This post is part of our @PhillyH2O at Home series: fun at-home science and learning activities from our Fairmount Water Works educators and other partners to help your family stay engaged with water issues.
The Philadelphia Water Department is a big advocate of gardens, whether they are public or private rain gardens, community gardens, or just backyard raised beds greening a little patch of concrete because gardens hold and help filter rainwater.
We support community gardens in a number of ways.
We help these neighborhood green spaces get safe water access, provide discounts for water use, and waive stormwater fees. We created a special guide to give you detailed information about these initiatives: Guide for Urban Gardens & Farms: Getting Water
We also advocate for gardens at home because a well-maintained garden on your property will soak up and clean water better when it rains compared to a lawn. Lawns don’t add as much to our city’s natural ecosystems and biodiversity. They have to be mowed, which can hurt air quality; they often require fertilizers and chemicals, and they need to be watered frequently in the summer.
Gardens provide beauty, food, habitat for important pollinators like Monarch butterflies and native bees, soaks up an incredible amount of water, filters groundwater, cools the land, and helps alleviate stress.
Whether you have a garden or a lawn, we encourage Philadelphia residents to only use organic materials when it comes to fertilizing the soil. Whenever it rains, there’s a good chance that some of what you put into the ground will get washed into local waterways.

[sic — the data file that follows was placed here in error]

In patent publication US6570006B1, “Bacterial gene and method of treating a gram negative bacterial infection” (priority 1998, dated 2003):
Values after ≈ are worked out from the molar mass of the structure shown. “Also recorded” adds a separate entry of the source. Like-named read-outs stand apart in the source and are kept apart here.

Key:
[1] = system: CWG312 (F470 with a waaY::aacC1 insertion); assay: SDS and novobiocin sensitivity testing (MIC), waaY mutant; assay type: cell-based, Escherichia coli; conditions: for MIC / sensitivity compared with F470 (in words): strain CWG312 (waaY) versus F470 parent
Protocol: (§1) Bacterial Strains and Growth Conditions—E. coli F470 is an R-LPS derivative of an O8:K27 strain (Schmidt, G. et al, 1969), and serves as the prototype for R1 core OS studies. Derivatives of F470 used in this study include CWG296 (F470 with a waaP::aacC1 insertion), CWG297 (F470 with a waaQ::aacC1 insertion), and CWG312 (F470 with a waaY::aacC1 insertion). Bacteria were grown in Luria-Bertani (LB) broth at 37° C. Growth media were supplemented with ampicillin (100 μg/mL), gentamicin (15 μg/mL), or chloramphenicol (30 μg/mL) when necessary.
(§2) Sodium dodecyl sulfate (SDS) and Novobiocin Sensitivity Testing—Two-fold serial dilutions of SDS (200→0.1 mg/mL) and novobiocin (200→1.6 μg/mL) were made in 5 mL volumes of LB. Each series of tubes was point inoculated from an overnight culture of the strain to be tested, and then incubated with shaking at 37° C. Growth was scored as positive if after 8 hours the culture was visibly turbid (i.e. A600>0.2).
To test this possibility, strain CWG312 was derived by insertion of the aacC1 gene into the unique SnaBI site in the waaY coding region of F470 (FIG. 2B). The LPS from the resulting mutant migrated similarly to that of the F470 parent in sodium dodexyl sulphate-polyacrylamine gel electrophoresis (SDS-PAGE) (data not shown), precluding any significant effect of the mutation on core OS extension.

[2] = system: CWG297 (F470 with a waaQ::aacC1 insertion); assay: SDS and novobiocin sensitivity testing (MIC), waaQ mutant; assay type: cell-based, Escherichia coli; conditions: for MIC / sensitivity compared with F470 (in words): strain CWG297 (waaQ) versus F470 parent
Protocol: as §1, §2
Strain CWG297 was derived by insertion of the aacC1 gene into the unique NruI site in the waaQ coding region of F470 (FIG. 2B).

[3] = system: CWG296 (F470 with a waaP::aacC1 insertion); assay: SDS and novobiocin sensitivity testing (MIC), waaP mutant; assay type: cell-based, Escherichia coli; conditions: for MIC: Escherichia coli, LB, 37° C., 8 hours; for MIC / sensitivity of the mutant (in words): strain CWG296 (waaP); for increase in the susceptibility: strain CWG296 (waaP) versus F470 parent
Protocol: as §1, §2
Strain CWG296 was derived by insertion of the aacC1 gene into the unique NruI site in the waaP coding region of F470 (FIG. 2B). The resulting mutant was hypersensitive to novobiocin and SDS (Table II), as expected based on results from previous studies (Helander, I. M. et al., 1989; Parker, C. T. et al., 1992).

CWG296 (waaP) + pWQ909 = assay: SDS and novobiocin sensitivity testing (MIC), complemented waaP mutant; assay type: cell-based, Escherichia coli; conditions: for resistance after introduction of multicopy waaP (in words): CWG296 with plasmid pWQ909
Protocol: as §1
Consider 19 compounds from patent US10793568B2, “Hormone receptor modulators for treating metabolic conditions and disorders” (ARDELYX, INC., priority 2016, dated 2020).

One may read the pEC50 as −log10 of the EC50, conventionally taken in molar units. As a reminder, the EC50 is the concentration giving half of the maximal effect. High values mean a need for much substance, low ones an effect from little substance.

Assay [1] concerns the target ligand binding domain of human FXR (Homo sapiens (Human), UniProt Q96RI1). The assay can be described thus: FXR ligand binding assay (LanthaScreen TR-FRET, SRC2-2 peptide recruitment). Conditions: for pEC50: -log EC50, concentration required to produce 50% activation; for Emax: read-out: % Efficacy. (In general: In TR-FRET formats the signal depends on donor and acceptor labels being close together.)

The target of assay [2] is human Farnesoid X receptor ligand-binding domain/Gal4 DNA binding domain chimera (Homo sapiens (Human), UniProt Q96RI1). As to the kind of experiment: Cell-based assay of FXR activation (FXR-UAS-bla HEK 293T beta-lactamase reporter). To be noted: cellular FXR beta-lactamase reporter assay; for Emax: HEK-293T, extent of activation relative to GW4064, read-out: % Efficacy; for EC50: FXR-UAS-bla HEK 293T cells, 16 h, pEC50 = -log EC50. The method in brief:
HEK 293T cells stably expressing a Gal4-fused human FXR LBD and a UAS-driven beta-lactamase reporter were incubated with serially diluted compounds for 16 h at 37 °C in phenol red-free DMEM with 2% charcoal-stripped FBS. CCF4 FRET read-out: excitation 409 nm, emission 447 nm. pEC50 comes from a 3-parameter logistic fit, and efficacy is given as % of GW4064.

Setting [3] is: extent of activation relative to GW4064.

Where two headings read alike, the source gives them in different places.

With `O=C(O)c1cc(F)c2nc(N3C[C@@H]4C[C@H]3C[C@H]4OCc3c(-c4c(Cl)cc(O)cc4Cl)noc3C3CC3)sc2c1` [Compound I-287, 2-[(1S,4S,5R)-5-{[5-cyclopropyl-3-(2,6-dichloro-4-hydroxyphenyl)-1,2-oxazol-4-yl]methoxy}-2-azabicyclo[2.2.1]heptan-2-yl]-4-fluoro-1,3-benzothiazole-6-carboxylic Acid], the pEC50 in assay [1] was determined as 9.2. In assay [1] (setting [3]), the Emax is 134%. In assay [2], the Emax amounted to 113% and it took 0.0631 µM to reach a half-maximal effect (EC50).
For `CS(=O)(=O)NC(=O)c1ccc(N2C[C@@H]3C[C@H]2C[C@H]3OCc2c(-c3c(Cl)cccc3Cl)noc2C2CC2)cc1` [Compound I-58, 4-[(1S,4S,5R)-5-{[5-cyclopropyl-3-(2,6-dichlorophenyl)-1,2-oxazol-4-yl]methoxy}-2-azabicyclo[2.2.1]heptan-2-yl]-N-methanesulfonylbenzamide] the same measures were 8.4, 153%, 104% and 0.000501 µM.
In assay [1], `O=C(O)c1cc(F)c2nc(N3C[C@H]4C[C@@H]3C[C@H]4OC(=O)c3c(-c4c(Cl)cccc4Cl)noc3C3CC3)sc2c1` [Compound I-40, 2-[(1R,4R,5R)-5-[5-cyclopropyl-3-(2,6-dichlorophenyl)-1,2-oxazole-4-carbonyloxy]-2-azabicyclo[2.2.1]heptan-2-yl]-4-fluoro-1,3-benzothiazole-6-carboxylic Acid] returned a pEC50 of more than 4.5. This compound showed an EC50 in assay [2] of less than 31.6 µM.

The less bad stuff that gets into our water through stormwater runoff, the better it is for the wildlife and people depending on our rivers and creeks.
If you are starting a garden, a great way to get organic fertilizer and save money is to create your own compost using kitchen scraps from fruits, vegetables, coffee grounds, and other non-meat or protein foods. It takes some time and some practice, but in the end you get great food for your plants, and it doesn’t put chemicals or excess nutrients in our water.
You'll even reduce the waste our Streets Department friends have to cart off—a big deal during a time when the pandemic has increased at-home trash and impacted the waste workforce!
Less waste means less use of energy, so the carbon released to the air is less as well. Win, win, win.
As a stay-at-home project with her daughters, @PhillyH2O blogger and social media team member Saterria Kersey started her own compost bin and documented it on video.